Take the 2-minute tour ×
Stack Overflow is a question and answer site for professional and enthusiast programmers. It's 100% free, no registration required.

We have an stub that we are launching from inittab that execv's our process. (ARM Linux Kernel 2.6.25)

When testing the process it fails only if launched from inittab and execv'd. If launched on the command line it work perfectly, every time.

The process makes heavy use of SYS V IPC.

Are there any differences between the two launch methods that I should be aware of?

share|improve this question
add comment

5 Answers

As Matthew mentioned it, it is probably an env variable issue. Try to dump yout env list before calling your program in both case - through the stub or 'by hand'.

BTW It could help a lot if you could provide more information why your program did crash. Log file ? core dump/gdb ? return value from execve ?


Edit: Other checks: are you sure to pass exactly the same parameter list (if there are parameters)?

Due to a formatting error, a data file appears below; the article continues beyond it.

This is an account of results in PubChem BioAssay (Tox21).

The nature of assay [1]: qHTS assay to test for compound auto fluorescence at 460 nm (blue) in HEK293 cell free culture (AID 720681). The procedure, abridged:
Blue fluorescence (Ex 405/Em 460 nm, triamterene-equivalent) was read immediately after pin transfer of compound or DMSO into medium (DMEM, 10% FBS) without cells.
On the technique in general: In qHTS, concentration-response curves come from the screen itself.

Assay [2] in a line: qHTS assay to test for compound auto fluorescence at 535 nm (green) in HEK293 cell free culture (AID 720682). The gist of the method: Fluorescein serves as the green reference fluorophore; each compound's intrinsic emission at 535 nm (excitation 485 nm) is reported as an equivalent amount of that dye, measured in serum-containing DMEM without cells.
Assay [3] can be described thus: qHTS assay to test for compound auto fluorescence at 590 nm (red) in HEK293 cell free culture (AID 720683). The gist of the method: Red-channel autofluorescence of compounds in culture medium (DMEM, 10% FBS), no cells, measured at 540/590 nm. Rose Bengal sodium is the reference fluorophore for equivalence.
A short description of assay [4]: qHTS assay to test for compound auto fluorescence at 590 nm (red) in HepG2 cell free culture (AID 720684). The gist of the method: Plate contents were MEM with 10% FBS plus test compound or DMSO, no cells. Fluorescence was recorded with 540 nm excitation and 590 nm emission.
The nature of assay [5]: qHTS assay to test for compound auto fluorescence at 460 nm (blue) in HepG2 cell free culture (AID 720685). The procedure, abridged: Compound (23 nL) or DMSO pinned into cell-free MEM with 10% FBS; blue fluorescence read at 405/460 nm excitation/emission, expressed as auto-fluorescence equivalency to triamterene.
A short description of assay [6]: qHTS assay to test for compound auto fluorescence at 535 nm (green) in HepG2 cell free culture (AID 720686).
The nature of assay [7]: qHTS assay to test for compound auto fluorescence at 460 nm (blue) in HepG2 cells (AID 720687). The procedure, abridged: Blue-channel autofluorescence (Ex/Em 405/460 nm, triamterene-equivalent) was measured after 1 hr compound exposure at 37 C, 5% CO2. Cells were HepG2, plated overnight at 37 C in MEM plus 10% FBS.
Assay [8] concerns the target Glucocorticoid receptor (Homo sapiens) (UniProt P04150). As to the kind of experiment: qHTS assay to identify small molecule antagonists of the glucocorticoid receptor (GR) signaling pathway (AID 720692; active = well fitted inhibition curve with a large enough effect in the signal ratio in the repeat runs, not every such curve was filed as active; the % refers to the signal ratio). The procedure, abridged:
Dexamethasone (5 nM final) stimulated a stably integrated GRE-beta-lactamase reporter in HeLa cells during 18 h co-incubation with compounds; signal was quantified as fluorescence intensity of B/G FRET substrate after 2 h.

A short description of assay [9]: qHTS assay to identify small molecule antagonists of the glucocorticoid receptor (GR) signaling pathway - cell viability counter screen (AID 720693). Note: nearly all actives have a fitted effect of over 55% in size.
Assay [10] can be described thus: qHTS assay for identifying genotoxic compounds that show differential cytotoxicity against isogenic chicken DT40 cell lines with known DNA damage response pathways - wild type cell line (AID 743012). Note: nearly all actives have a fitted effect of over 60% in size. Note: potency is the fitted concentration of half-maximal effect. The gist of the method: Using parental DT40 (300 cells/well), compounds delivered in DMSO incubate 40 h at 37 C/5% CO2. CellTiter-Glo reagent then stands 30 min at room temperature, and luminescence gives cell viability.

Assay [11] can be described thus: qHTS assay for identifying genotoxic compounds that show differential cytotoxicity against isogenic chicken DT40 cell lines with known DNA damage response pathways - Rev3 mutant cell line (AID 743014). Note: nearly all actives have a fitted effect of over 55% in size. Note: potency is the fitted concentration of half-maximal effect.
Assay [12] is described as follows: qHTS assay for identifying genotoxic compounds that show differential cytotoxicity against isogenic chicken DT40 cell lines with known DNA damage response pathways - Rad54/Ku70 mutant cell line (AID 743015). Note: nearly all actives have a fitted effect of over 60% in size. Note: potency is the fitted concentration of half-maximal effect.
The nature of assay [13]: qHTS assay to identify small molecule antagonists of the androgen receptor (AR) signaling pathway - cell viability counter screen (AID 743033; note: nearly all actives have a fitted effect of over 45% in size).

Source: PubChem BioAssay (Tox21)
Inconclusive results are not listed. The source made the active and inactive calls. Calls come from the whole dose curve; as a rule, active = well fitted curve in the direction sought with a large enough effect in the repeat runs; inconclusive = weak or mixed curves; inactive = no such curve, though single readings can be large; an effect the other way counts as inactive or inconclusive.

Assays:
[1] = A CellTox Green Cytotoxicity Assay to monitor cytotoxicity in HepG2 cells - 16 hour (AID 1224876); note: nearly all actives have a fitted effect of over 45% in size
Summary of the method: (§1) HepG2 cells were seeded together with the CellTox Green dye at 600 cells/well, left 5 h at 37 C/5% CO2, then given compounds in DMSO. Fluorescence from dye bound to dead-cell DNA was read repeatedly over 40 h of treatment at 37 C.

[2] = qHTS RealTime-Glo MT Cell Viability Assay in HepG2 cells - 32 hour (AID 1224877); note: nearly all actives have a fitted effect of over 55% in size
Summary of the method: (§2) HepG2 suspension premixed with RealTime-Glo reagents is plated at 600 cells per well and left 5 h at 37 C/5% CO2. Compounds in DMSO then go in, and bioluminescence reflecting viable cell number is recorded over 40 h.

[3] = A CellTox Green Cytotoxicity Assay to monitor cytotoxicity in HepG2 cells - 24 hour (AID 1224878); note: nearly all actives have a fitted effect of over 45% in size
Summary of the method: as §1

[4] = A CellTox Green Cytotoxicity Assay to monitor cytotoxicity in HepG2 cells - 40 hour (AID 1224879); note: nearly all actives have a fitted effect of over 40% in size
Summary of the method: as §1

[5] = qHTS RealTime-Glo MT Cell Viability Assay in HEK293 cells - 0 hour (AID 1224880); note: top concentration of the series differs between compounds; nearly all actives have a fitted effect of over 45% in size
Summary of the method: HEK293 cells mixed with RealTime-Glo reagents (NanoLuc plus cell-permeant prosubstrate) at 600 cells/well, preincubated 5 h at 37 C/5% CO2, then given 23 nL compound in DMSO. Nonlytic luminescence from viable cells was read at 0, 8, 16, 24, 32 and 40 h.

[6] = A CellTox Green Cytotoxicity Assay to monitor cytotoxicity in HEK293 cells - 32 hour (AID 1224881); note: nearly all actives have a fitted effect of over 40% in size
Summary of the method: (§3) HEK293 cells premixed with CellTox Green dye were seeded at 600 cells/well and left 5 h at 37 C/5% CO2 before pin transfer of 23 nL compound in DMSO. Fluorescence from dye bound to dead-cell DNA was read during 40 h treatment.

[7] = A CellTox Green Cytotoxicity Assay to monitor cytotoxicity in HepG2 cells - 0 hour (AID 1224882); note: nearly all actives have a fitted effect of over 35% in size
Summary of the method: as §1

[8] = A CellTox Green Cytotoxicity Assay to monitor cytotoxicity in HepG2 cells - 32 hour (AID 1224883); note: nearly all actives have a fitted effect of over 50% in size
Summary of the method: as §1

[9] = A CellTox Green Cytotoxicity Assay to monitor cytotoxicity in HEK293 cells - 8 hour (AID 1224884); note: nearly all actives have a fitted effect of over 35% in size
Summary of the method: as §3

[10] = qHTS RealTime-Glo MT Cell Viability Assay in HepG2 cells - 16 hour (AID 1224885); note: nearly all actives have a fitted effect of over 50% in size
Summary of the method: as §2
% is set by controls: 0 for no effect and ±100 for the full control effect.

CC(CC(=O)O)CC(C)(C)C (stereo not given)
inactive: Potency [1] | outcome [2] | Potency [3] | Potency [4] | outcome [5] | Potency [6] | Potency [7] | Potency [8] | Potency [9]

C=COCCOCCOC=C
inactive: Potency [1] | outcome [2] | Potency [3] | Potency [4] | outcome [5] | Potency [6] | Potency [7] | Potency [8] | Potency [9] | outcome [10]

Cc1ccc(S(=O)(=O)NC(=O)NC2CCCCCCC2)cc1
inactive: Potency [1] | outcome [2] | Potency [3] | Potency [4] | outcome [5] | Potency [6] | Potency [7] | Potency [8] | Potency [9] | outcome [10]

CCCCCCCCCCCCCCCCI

To answer your question , there is no differences between the 2 methods. Actually your shell fork() and finally call execve() to launch your process, feeding it with parameters you've provided by hand, and the environement variables you've set in your shell. Btw when launching your program through init it could launch it during an early stage of your machine startup. Are you sure everything is ready for the good running of your application at that point?

share|improve this answer
add comment

Could it be an issue of environment variables? If so, consider using execve or execle with an appropriate envp argument.

share|improve this answer
add comment

The environment variable suggestion is pretty good - specifically I'd check $PATH to make sure your dependent libraries are being found (if you have any). Another thing you could check is, are you running under the same uid/gid when run as inittab?

share|improve this answer
add comment

And if you replace your stub with a shell script ? If it works from the command line, it should work from a shell script, and you can know wether it is your stub or the fact that it is in inittab.

Could it be a controlling tty issue ?

Another advantage of the shell script is you can edit it and strace your program to see where it fails

share|improve this answer
add comment
up vote 0 down vote accepted

Was a mismatched kernel/library issue. Everything cleaned up after a full recompile.

share|improve this answer
add comment

Your Answer

 
discard

By posting your answer, you agree to the privacy policy and terms of service.

Not the answer you're looking for? Browse other questions tagged or ask your own question.